The First Cup: How the 1913/14 National Challenge Cup began

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  • October 23, 2012

The Dewar Challenge Trophy given to the winner of the National Challenge Cup. introduces “The First Cup” series, which revisits the first running of the Lamar Hunt US Open Cup (then known as the National Challenge Cup) that took place from the fall of 1913 to the spring of 1914. Click here for the full series.

October 11, 1913

The sport of soccer, then largely known as ‘football’, even in the United States, was still in its infant stages in 1913. The sport had been played on the continent for a few decades, but mostly on a regional level. There were regional tournaments, like the American Cup, which dated back to 1885, but there was no competition to determine a true national champion.

Earlier that year, the United States Football Association was launched, and one of their goals was to create a national team for the sport representing the U.S. What better way to develop a talent pool of players than to recruit from teams, both professional and amateur, from all over the country who will compete in a single-elimination tournament.

On September 12, USFA Secretary Thomas W. Cahill sent invitations to 287 clubs across the country, but in the end, only 40 of those teams accepted. The tournament would be represented by clubs from New York, New Jersey, Pennsylvania, Connecticut, Massachusetts, Michigan and Illinois.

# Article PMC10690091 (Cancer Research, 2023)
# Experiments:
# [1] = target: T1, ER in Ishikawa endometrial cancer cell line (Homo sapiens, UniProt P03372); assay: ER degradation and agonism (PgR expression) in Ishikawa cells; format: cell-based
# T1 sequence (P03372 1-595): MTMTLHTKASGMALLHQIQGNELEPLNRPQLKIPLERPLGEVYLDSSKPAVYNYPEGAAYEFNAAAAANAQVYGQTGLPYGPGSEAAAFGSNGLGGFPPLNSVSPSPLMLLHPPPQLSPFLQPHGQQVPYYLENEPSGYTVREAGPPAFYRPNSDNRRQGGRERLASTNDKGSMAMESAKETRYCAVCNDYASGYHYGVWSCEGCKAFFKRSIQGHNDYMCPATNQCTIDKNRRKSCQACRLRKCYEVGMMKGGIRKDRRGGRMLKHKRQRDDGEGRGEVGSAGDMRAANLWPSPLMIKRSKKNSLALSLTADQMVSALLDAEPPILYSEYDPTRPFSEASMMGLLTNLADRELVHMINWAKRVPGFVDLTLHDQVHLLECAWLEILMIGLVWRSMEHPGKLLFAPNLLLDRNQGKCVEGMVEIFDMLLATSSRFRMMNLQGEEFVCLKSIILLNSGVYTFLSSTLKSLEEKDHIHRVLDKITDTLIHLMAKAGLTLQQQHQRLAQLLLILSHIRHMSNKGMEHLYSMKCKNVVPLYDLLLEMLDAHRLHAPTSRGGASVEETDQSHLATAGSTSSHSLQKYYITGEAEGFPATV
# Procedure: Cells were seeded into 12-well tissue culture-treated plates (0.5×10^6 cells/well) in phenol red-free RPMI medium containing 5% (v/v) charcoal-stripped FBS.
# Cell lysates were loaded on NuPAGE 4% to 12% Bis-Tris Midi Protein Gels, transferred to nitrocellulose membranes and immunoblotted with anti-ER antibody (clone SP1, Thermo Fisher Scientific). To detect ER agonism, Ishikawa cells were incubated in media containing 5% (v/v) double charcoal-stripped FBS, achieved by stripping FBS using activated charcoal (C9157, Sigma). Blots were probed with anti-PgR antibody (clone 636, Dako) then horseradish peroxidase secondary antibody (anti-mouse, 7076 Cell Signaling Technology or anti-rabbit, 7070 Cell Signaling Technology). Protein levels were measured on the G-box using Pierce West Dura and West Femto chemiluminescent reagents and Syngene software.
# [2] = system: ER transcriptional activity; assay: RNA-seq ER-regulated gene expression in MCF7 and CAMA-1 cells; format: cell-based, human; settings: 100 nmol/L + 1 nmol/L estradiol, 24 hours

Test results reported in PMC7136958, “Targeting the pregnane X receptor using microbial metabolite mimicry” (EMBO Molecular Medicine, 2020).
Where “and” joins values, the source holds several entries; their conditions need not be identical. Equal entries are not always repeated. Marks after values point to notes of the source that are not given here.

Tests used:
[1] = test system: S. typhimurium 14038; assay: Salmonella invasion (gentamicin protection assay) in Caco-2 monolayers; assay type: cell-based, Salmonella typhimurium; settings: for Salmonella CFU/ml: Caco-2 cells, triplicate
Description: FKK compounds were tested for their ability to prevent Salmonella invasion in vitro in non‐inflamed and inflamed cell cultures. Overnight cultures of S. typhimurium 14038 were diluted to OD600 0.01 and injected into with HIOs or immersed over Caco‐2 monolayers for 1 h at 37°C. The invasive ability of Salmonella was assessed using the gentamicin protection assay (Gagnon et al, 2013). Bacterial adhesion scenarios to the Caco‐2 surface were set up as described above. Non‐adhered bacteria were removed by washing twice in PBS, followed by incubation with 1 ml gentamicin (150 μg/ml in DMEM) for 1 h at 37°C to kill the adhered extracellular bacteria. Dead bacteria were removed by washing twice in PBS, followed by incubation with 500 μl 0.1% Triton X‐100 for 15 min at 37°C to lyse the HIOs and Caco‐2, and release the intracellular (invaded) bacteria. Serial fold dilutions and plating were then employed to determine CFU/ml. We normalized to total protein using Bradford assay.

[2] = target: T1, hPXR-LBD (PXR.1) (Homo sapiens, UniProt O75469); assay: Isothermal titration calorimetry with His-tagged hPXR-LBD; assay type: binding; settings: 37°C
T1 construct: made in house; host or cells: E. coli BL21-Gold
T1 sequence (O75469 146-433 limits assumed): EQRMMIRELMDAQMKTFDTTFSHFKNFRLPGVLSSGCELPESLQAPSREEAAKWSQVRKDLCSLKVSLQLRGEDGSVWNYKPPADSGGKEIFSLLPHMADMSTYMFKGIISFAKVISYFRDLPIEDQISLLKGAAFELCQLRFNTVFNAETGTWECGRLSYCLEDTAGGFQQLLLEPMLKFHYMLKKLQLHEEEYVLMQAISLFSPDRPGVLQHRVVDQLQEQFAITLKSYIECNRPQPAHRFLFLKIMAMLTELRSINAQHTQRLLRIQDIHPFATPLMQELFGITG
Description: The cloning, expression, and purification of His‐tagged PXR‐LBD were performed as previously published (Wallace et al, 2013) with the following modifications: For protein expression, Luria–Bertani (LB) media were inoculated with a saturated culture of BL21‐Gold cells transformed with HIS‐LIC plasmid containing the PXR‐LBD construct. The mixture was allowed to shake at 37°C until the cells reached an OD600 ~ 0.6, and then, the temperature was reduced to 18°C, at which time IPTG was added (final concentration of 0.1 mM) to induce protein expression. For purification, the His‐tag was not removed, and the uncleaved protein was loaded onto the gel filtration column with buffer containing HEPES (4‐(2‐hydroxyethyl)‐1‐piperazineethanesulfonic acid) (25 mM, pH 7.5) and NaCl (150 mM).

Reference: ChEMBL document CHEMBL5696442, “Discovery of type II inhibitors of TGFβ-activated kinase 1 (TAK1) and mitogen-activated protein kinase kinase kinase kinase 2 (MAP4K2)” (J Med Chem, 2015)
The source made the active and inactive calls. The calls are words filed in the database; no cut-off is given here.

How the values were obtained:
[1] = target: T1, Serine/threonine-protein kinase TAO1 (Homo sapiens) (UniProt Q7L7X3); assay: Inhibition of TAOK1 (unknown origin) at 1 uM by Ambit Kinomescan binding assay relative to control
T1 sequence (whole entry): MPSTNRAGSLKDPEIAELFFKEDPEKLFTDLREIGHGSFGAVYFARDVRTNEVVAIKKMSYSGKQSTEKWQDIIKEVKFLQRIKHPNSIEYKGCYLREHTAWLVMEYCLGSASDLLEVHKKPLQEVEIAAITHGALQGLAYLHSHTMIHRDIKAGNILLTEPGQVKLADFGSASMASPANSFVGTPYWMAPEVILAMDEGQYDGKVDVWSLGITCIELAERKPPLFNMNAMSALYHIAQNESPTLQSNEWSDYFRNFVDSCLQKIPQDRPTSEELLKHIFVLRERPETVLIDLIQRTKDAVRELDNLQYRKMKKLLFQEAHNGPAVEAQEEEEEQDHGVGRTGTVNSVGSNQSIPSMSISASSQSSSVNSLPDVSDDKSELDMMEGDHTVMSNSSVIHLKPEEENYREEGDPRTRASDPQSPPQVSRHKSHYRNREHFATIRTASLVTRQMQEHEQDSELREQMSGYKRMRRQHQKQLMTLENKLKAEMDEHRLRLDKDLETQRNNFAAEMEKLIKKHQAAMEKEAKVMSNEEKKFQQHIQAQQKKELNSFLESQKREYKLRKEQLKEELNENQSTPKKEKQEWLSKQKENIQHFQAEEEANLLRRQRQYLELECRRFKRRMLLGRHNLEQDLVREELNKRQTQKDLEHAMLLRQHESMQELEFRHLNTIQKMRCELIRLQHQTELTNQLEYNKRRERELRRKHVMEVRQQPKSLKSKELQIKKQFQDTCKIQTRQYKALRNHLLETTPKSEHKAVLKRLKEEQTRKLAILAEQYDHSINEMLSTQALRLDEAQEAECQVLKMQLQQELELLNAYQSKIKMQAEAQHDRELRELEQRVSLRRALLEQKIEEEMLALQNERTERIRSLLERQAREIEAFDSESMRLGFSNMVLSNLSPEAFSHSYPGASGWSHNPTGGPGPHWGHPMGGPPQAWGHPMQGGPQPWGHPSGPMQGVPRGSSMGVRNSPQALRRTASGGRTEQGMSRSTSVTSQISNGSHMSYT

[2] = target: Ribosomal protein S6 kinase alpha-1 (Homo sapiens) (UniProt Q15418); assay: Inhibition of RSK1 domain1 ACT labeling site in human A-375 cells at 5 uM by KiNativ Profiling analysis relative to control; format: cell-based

And with that, the National Challenge Cup was born.

Every competition needs a trophy and the trophy came from Sir Thomas Dewar, a British whiskey distiller. He donated the Dewar Challenge Trophy to the American Amateur Football Association to be used for their “AAFA Cup Tie Competition” which took place in the spring of 1913. The 1913 edition of AAFA’s cup competition was the second running of the tournament, but it would be the last, as the three-foot tall trophy, which weighs in at 100 pounds, was then adopted for the National Challenge Cup and remains the trophy for the competition to this day.

(Note: The original trophy rarely travels from its current home at the US Soccer Federation’s headquarters in Chicago, and much like the NHL’s Stanley Cup, the winner each year has an engraved plate attached to the base of the trophy.)

Dr. G. Randolph Manning was president of the United States Football Association when the National Challenge Cup was created in 1913.

On October 11, 1913, the USFA  unveiled the 40 teams that would take part in the inaugural National Challenge Cup at  a meeting held at the Grand Central Hotel in New York City, presided over by Dr. G. Randolph Manning, president of the USFA.

Here is the list of teams that entered the 1913/14 National Challenge Cup:

New York

German FC
Interborough Rapid Transit Strollers
Columbia Oval FC
New York Celtics
Hudson United FC
St. George Field Club
Rangers FC
Cameron FC, all of Manhattan
Brooklyn AFC
Fulton AC
Clan McKenzie FC
Brooklyn Celtics, all of Brooklyn
Hollywood Inn FC
Yonkers FC of Yonkers*
Niagara Falls Rangers FC
Buffalo Corinthians FC of Buffalo
McNaughton Rangers FC of Rochester